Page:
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Springboks' Six Nations inclusion 'only a matter of time'

By Ian Cameron
Siya Kolisi, the South Africa captain, celebrates with team mates after their victory during the Rugby World Cup 2019 final. (Photo by David Rogers/Getty Images)

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Sunday Times writer and former England international Stuart Barnes believes the Springboks inclusion in the Six Nations is ‘only a matter of time’.


The entry of either Georgia or Japan into the competition has been of the talk of rugby circles for some years now, with the latter’s excellent performances in two consecutive Rugby World Cups suggesting they are the new favourites to join.

This combined with Italy’s dire run in the competition – the Azzuri having not won a game since 2015 – suggests there is a public appetite for fresh meat.

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However, Barnes believes that it is Southern Hemisphere heavyweights South Africa who will eventually join, with the admission of South African teams in the new United Rugby Championship and European Champions Cup competitions a key bellwether.

“The Pro 14 falls short of its French and English rivals because it lacks the constant clamour of regional and local rivalry. By admitting the South African quartet of heavyweights it has dispersed that most atmospheric of assets further,” wrote Barnes in the Sunday Times.

“One South African team, at least, will qualify for the European Champions Cup. Names, nationalities, they don’t seem to matter in rugby’s growing global world.

“The decision makers, meanwhile, have their sights set higher. With South Africa in Europe at club level, it is only a matter of time before they find their way into the Six/Seven who knows how many Nations.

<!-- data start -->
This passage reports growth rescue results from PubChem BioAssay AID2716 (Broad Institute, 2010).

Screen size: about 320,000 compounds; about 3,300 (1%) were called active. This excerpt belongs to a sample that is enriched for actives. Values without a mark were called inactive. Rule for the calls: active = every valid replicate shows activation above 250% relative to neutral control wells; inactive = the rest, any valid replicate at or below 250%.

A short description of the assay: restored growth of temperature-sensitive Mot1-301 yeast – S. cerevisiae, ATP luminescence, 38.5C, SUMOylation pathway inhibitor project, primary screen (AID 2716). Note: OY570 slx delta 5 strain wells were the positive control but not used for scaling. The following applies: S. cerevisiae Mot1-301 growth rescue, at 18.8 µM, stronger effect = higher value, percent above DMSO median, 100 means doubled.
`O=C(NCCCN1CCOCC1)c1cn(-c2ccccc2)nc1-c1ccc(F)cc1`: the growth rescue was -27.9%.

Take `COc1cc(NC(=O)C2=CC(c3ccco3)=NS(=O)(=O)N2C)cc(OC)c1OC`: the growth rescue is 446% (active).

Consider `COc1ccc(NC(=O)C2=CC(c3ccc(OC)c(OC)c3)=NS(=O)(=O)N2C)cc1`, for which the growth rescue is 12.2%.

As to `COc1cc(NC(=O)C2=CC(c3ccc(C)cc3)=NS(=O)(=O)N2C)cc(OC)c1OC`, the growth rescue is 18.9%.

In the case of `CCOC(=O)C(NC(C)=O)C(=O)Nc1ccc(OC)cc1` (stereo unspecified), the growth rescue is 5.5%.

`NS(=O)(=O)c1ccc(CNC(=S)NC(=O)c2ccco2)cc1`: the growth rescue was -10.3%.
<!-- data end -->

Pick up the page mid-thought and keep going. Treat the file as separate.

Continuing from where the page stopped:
“That’s where the money is — for the beleaguered South Africans, the game in general and the profit for the businessmen who market sport like any other product available from Amazon.

“This isn’t the beginning of a new Super Tournament so much as the first stage in the move to make Test rugby the only game that counts. The rest is broadcast small fry.”

Barnes’ take, at least in the short term, goes against a pledge made by South Africa to stay in SANZAAR to 2030 as part of a restructured competition. Jurie Roux, CEO of SA Rugby, said last November that “Although we had to change our domestic focus, we still have a long history with the All Blacks and Wallabies as well as a long-standing friendship with the Pumas and we look forward to more world class Test rugby.

“Ever since the Tri-Nations was first contested in 1996, and more recently the Castle Lager Rugby Championship from 2012, a team from the southern hemisphere has won the Rugby World Cup five out of six times – which is testimony to the high quality of test rugby played on this side of the equator.”


The Rugby Championship will be restructured to include a 12-match format with teams playing each other on a home or away basis through the new mini-tour match schedule that was adopted in 2019.



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